Self managed learning gives the student great power, they can study what they want, perhaps not the subject matter but certainly the order, when they want, how they want etc. However as Spiderman* once said, with great power comes great responsibility. You now have to take responsibility for the result. This means if something doesn’t make sense it’s not the teacher’s fault it’s yours!

Its perhaps even more basic than that, you are also responsible for how long you spend studying, you don’t have to do anything if you don’t want to. You can study on a Monday or Wednesday, or just the weekend. You can study for one hour or for 20 minutes. And there lies the problem, when it’s up to the individual a lot of people take the easy way out, the route of least resistance and put it off for another day.

However when you do take responsibility, the quality of the learning is significantly improved. Listening to the teacher is easy but not always that effective. The SMLearner has to set goals, monitor their performance and finally reflect, how well did they do compared with how well they thought they would? It is partly this process that makes the learning so good, but it will feel harder.

How to be a SML

These may all be worth covering in more detail in another blog but for now think of this as a check list.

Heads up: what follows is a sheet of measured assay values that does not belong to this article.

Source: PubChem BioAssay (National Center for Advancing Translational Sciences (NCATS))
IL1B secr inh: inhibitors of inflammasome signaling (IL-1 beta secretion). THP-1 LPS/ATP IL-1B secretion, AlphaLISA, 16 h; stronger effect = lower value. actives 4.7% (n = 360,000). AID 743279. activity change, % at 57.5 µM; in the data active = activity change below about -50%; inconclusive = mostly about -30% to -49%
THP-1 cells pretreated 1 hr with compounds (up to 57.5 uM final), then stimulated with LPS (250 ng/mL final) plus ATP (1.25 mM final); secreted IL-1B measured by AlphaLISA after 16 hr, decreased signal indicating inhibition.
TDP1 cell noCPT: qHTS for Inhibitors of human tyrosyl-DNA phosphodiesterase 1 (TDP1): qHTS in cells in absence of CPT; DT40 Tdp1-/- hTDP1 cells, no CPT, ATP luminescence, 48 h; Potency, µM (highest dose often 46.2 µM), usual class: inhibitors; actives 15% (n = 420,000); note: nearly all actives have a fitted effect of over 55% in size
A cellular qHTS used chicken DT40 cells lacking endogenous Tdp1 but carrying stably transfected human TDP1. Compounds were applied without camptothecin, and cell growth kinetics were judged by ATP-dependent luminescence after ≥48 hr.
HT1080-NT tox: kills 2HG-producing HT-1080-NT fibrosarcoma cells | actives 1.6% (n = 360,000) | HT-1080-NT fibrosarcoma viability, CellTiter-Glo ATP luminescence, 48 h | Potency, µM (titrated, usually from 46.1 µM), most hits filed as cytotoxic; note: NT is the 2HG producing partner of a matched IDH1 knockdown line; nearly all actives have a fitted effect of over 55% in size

• Use a timetable – Google calendar is great for this. Put in all your key dates including exactly what you will do e.g. read chapters one to three – make notes – answer question 2,3 and 4.
  • Have a place to learn. This might seem obvious but you need somewhere that is quiet, plenty of space, good lighting, with little distraction. Perhaps most important is that you know that when you are in this room you feel ready to study.
  • Read carefully, I have written on this before. Underline key points as you go. Don’t just read, you have to think as well.
  • Make notes, even if you have pre- prepared ones. Once again I have written on the best way to do this. If you are following an e learning module make notes as you work through the online guidance.
  • Listen to your internal dialogue. When you are working alone just make sure that what you are saying to yourself is positive. Remember this is not about telling yourself everything will be fine, it’s about moving forward e.g. I just don’t understand this, what I need to do is read it again perhaps from another book.

Taking responsibility

Want to find out more about taking responsibility for learning – watch video 1video 2video 3. They are all less than three minutes long and well worth it.

PS *Of course Spiderman can’t really talk it was Stan Lee the writer of Spiderman, although Franklin D Roosevelt and others have also been quoted as saying this or something similar.